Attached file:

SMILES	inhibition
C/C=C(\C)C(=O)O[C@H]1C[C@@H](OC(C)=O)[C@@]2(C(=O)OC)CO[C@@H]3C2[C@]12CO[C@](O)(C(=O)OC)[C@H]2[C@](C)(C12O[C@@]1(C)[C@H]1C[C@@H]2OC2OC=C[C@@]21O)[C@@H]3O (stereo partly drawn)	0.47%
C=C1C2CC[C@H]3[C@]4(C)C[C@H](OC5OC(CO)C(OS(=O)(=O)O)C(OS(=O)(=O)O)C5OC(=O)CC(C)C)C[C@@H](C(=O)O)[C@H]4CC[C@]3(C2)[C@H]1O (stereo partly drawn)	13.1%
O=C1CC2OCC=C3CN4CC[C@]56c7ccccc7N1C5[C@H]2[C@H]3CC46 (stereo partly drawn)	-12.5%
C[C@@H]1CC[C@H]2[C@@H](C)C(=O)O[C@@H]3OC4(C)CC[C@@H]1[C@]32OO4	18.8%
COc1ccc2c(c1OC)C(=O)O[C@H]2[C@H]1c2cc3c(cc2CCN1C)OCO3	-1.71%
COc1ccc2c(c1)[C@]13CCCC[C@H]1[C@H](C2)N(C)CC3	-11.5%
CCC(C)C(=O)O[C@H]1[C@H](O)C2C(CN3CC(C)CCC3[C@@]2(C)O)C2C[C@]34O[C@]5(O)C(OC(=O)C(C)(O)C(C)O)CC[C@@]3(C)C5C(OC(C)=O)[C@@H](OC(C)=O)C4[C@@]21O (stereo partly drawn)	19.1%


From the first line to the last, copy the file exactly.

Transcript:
SMILES	inhibition
C/C=C(\C)C(=O)O[C@H]1C[C@@H](OC(C)=O)[C@@]2(C(=O)OC)CO[C@@H]3C2[C@]12CO[C@](O)(C(=O)OC)[C@H]2[C@](C)(C12O[C@@]1(C)[C@H]1C[C@@H]2OC2OC=C[C@@]21O)[C@@H]3O (stereo partly drawn)	0.47%
C=C1C2CC[C@H]3[C@]4(C)C[C@H](OC5OC(CO)C(OS(=O)(=O)O)C(OS(=O)(=O)O)C5OC(=O)CC(C)C)C[C@@H](C(=O)O)[C@H]4CC[C@]3(C2)[C@H]1O (stereo partly drawn)	13.1%
O=C1CC2OCC=C3CN4CC[C@]56c7ccccc7N1C5[C@H]2[C@H]3CC46 (stereo partly drawn)	-12.5%
C[C@@H]1CC[C@H]2[C@@H](C)C(=O)O[C@@H]3OC4(C)CC[C@@H]1[C@]32OO4	18.8%
COc1ccc2c(c1OC)C(=O)O[C@H]2[C@H]1c2cc3c(cc2CCN1C)OCO3	-1.71%
COc1ccc2c(c1)[C@]13CCCC[C@H]1[C@H](C2)N(C)CC3	-11.5%
CCC(C)C(=O)O[C@H]1[C@H](O)C2C(CN3CC(C)CCC3[C@@]2(C)O)C2C[C@]34O[C@]5(O)C(OC(=O)C(C)(O)C(C)O)CC[C@@]3(C)C5C(OC(C)=O)[C@@H](OC(C)=O)C4[C@@]21O (stereo partly drawn)	19.1%